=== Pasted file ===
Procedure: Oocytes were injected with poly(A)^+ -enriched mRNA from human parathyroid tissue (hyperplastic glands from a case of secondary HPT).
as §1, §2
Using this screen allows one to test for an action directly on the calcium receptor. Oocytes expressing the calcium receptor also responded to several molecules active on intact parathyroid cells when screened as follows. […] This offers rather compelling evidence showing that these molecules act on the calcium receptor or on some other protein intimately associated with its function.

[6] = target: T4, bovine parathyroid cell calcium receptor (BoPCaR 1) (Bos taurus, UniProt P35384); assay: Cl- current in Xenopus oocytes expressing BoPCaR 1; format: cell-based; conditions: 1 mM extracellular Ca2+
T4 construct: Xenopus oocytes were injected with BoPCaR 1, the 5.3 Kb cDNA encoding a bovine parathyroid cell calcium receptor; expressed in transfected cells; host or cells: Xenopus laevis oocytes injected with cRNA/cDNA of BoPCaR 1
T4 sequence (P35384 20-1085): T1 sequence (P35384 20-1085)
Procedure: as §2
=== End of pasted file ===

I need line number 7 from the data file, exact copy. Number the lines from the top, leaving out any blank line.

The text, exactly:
Procedure: as §2